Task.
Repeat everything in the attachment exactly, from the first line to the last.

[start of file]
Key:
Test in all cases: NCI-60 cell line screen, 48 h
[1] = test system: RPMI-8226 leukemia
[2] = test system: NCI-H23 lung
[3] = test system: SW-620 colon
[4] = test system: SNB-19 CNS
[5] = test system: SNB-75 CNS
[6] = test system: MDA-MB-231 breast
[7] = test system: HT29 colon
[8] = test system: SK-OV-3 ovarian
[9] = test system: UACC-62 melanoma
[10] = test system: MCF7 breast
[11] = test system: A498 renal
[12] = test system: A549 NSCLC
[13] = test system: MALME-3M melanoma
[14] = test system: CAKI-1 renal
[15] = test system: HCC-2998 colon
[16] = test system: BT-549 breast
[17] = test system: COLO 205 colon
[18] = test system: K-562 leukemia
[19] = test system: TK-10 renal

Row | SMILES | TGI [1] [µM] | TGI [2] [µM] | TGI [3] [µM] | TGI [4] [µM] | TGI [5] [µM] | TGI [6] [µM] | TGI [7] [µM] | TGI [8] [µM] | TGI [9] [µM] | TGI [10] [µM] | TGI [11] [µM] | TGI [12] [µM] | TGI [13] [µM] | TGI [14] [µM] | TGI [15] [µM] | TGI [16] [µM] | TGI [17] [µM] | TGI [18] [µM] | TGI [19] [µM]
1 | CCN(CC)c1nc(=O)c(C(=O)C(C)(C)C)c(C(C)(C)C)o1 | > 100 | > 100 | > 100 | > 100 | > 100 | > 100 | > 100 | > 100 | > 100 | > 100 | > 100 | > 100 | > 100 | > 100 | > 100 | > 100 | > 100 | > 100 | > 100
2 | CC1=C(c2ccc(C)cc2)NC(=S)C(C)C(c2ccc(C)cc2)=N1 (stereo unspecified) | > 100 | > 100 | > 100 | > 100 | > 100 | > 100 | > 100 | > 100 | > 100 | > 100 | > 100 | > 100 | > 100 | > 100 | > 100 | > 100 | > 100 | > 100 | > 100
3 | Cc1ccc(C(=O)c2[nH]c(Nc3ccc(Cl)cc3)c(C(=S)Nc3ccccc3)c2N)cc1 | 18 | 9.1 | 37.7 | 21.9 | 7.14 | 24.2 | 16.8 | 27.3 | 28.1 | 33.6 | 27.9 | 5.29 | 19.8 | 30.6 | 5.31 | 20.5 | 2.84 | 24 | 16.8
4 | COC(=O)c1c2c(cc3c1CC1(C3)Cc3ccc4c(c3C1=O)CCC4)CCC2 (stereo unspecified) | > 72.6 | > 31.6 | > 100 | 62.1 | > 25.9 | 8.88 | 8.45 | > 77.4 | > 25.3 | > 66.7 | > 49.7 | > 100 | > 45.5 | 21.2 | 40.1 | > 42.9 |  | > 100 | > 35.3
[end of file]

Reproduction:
Key:
Test in all cases: NCI-60 cell line screen, 48 h
[1] = test system: RPMI-8226 leukemia
[2] = test system: NCI-H23 lung
[3] = test system: SW-620 colon
[4] = test system: SNB-19 CNS
[5] = test system: SNB-75 CNS
[6] = test system: MDA-MB-231 breast
[7] = test system: HT29 colon
[8] = test system: SK-OV-3 ovarian
[9] = test system: UACC-62 melanoma
[10] = test system: MCF7 breast
[11] = test system: A498 renal
[12] = test system: A549 NSCLC
[13] = test system: MALME-3M melanoma
[14] = test system: CAKI-1 renal
[15] = test system: HCC-2998 colon
[16] = test system: BT-549 breast
[17] = test system: COLO 205 colon
[18] = test system: K-562 leukemia
[19] = test system: TK-10 renal

Row | SMILES | TGI [1] [µM] | TGI [2] [µM] | TGI [3] [µM] | TGI [4] [µM] | TGI [5] [µM] | TGI [6] [µM] | TGI [7] [µM] | TGI [8] [µM] | TGI [9] [µM] | TGI [10] [µM] | TGI [11] [µM] | TGI [12] [µM] | TGI [13] [µM] | TGI [14] [µM] | TGI [15] [µM] | TGI [16] [µM] | TGI [17] [µM] | TGI [18] [µM] | TGI [19] [µM]
1 | CCN(CC)c1nc(=O)c(C(=O)C(C)(C)C)c(C(C)(C)C)o1 | > 100 | > 100 | > 100 | > 100 | > 100 | > 100 | > 100 | > 100 | > 100 | > 100 | > 100 | > 100 | > 100 | > 100 | > 100 | > 100 | > 100 | > 100 | > 100
2 | CC1=C(c2ccc(C)cc2)NC(=S)C(C)C(c2ccc(C)cc2)=N1 (stereo unspecified) | > 100 | > 100 | > 100 | > 100 | > 100 | > 100 | > 100 | > 100 | > 100 | > 100 | > 100 | > 100 | > 100 | > 100 | > 100 | > 100 | > 100 | > 100 | > 100
3 | Cc1ccc(C(=O)c2[nH]c(Nc3ccc(Cl)cc3)c(C(=S)Nc3ccccc3)c2N)cc1 | 18 | 9.1 | 37.7 | 21.9 | 7.14 | 24.2 | 16.8 | 27.3 | 28.1 | 33.6 | 27.9 | 5.29 | 19.8 | 30.6 | 5.31 | 20.5 | 2.84 | 24 | 16.8
4 | COC(=O)c1c2c(cc3c1CC1(C3)Cc3ccc4c(c3C1=O)CCC4)CCC2 (stereo unspecified) | > 72.6 | > 31.6 | > 100 | 62.1 | > 25.9 | 8.88 | 8.45 | > 77.4 | > 25.3 | > 66.7 | > 49.7 | > 100 | > 45.5 | 21.2 | 40.1 | > 42.9 |  | > 100 | > 35.3